Each week, the Sunday Post highlights a few articles good for slow consumption over a cup of coffee (or tea, if that's your pleasure). Settle in for a while; we saved you a seat. You can also look through the archives.
I-walked–2,000-miles-and-lived-to-tell-the-tale is a genre full of clichés. Crushing physical discomfort? Check. Naïve decisions that lead to near-disaster? Check. Ultimate success and personal transformation? Check. Check check check.
Friend of SRoB Rahawa Haile’s story is different. Haile — black, Eritrean, queer — hiked the Appalachian Trail alone in 2016, covering thousands of miles of wilderness dotted with pro-Trump signs and Confederate flags. Those oases of “civilization” were more terrifying than rattlesnakes and switchbacks. So was her return to an urban world in which Donald Trump had been elected president.
Every day I eat the mountains, and the mountains, they eat me. “Less to carry,” I tell the others: this skin, America, the weight of that past self. My hiking partners are concerned and unconvinced. There is a weight to you still, they tell me. They are not wrong. My footing has been off for days. There were things I had braced for at the beginning of this journey that have finally started to undo me.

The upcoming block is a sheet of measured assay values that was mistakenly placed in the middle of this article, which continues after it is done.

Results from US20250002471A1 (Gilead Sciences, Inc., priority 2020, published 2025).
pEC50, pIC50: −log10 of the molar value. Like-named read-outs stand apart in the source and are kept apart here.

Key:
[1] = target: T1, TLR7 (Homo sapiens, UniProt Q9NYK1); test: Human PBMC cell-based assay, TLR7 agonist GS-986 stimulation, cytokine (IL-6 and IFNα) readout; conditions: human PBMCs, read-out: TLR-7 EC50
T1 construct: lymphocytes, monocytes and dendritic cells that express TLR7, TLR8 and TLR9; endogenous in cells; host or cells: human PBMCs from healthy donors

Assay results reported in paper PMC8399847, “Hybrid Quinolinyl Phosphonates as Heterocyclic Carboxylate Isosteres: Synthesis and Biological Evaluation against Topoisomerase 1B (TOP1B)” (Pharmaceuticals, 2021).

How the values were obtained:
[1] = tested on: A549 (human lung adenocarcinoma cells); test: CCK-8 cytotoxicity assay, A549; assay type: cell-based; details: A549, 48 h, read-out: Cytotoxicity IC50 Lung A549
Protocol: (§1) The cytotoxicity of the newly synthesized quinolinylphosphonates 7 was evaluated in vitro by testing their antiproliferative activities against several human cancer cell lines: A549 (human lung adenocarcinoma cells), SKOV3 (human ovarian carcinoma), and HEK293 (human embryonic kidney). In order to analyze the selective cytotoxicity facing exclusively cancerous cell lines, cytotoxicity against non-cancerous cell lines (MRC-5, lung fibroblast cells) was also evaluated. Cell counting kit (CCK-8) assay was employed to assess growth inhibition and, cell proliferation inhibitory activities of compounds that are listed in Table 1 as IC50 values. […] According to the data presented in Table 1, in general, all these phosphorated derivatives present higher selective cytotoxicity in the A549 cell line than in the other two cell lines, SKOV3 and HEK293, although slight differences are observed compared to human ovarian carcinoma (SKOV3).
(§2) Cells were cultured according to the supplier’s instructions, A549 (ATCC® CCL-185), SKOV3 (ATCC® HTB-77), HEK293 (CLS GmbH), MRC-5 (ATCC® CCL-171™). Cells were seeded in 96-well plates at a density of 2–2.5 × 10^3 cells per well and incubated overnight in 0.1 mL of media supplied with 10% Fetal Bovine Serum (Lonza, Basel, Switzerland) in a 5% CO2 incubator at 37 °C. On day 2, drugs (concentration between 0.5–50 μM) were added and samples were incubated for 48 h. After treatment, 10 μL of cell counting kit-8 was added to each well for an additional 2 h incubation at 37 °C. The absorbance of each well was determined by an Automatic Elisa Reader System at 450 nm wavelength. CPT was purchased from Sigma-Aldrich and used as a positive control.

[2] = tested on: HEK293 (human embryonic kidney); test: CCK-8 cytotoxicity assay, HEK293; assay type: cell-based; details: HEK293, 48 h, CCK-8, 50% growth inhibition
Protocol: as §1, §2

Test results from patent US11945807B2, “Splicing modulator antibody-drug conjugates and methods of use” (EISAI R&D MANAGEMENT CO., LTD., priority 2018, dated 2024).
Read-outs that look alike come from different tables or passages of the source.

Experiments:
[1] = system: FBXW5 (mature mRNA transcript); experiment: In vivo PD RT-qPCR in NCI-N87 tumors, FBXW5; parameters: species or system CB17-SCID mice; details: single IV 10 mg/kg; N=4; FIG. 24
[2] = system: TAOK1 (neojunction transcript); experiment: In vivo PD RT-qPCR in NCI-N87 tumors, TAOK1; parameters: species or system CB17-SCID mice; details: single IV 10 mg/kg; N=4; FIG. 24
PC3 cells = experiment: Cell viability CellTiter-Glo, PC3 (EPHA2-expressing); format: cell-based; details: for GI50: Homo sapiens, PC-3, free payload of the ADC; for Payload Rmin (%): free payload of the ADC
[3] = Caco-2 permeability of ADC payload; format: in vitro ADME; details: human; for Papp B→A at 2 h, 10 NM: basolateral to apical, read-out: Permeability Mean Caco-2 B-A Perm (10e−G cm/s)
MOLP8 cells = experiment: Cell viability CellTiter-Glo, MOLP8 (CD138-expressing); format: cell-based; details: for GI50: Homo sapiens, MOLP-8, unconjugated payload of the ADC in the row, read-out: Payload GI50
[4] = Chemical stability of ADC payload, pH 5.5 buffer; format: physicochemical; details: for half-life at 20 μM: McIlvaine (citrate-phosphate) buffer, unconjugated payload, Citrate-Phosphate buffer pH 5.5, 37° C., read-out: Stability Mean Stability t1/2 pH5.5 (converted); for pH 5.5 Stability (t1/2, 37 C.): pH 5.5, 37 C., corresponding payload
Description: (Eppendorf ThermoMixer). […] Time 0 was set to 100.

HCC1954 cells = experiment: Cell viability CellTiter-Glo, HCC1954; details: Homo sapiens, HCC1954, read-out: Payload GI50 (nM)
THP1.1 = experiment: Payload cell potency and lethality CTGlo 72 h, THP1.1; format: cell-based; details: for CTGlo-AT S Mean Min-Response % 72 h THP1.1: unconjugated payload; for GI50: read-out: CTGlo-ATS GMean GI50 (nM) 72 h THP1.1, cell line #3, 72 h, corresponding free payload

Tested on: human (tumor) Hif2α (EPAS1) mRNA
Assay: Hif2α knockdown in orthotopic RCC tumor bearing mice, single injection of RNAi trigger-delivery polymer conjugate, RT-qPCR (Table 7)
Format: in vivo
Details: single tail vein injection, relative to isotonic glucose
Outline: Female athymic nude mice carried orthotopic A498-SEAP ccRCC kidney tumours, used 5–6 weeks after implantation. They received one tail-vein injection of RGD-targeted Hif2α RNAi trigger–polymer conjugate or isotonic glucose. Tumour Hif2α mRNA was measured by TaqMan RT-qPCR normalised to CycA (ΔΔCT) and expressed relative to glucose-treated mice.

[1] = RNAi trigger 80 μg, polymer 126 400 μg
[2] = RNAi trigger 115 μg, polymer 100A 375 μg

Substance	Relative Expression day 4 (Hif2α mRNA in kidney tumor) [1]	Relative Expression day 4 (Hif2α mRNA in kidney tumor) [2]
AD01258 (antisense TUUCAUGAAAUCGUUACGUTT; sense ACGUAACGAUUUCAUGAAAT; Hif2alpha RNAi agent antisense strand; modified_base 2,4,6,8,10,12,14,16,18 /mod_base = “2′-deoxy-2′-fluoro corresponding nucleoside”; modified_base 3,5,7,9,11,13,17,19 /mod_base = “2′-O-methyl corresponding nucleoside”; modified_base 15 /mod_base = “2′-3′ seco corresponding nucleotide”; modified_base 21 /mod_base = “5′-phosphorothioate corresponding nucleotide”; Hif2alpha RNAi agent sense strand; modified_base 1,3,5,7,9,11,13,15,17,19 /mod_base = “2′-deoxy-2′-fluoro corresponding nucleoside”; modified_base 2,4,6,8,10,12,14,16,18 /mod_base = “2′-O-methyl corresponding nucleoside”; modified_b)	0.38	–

Also read: Haile’s incandescent short essay on carrying books by black authors and the weight of the present moment across all 2,000 miles.
Did you love S-Town? I did. Like Maaza Mengiste, I listened “with my own childhood experiences in mind” — a wealth of stories and memories from Jackson, Gulfport, Meridian, some beloved, some angry, some sad. That’s what S-Town is meant to do, Mengiste says: make us think about how we’re living, who we are.
What if who you are is a gaping absence in the story, though? What if who you are is black? Here’s what S-Town sounds like to that set of ears.
This podcast is supposed to be about all those things we do not know of a person, all those things that we cannot imagine that make up their totality. In producing this podcast, however, the creators made an assumption that rings false, that frankly, rings white: that it is possible to move through this land and simply tuck race into a corner until it's convenient.
Eula Biss lives in one of Chicago’s “most diverse neighborhoods,” which means she and her husband, both academics, are able to afford an apartment with a view of Lake Michigan. They are the leading edge of gentrification, and they dread the cultural and social losses that come with it. This will feel familiar to many Seattleites …
“Gentrification” is a word that agitates my husband. It bothers him because he thinks that the people who tend to use the word negatively, white artists and academics, people like me, are exactly the people who benefit from the process of gentrification. “I think you should define the word ‘gentrification,’” my husband tells me now.
I ask him what he would say it means, and he pauses for a long moment. “It means that an area is generally improved,” he says finally, “but in such a way that everything worthwhile about it is destroyed.”